Although the Latin is abbreviated it is possible to read Bertmus de Crioll (the bar over Bertmusmeans it is abbreviated from Bertramus) debit (symbol for King Henry) xj marc (owes King Henry 11 marks). Towards the end can be made out the words feria(fair) and Munigham.

The fair flourishes

The fair must have been an exciting interruption to a normally quiet and peaceful rural scene. Pedlars and merchants would come from far afield, possibly even from France. Not only would there be stalls for cloth and haberdashery, but household goods of all kinds. There would be entertainers such as musicians, magicians and jugglers. Mongeham fair was licensed for livestock as well as pedlary, so buying and selling of animals would be added to the entertainment. Crowds would be drawn from all the surrounding villages to join in the festivities. No doubt the Red Lion, later to become the Leather Bottle, would have done a roaring trade. Several years ago Nick Atkins found these coins behind the pub when laying a patio. In 1874 the thatched mediaeval wayside inn burnt down and was replaced by the present building. In 1735 the Three Horseshoes would have also benefitted from the extra trade from the fair when it started business as an alehouse. By 1770 it too was an inn and able to accommodate those traders who were too far from home.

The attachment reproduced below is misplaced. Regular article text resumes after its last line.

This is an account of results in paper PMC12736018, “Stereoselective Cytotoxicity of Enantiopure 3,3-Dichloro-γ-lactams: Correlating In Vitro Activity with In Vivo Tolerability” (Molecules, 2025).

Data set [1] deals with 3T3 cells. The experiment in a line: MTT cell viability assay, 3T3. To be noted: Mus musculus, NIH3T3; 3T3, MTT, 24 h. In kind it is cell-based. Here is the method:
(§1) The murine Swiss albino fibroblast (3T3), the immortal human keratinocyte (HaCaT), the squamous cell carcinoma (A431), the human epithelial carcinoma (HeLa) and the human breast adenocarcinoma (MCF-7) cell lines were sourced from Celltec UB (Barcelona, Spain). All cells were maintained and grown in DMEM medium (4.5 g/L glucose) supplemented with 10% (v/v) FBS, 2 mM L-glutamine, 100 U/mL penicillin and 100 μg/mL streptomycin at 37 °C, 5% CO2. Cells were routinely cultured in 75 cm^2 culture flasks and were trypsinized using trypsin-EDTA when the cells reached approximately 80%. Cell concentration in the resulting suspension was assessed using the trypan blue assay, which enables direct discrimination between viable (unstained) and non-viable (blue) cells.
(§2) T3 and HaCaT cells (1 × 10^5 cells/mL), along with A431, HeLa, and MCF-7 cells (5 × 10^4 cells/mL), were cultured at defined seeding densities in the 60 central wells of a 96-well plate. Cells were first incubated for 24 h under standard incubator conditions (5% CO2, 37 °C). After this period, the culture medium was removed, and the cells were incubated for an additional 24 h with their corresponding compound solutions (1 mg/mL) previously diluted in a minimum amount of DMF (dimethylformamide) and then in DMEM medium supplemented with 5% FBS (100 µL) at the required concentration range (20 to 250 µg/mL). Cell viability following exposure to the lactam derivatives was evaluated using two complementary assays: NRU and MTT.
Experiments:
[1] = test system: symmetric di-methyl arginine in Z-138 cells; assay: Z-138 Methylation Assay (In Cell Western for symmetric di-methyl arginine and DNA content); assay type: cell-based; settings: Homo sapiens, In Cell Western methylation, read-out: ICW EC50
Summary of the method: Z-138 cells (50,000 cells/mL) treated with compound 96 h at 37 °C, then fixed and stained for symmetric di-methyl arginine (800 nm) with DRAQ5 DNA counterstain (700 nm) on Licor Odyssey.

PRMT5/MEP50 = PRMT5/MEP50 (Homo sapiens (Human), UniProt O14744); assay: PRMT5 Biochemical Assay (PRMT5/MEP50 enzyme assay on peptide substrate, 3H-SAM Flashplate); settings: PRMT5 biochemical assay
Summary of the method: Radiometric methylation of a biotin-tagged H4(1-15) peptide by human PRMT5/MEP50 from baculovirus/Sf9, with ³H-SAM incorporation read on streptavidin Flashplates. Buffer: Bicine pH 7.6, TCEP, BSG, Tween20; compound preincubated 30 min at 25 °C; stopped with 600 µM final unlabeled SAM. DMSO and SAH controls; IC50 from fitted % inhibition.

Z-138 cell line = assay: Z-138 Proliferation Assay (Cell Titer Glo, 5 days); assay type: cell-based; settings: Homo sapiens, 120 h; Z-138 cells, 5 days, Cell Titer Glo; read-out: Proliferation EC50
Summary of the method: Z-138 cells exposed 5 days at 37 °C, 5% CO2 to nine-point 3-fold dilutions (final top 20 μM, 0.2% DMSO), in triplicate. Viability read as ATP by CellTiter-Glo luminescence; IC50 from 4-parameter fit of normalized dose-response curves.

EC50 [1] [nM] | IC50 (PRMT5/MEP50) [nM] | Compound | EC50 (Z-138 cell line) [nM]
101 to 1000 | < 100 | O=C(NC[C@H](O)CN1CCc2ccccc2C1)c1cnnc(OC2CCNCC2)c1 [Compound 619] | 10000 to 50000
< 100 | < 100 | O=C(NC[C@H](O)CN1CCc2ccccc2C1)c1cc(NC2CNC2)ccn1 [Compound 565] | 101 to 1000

Thirteenth C coins from Leather Bottle

Decline of the Fair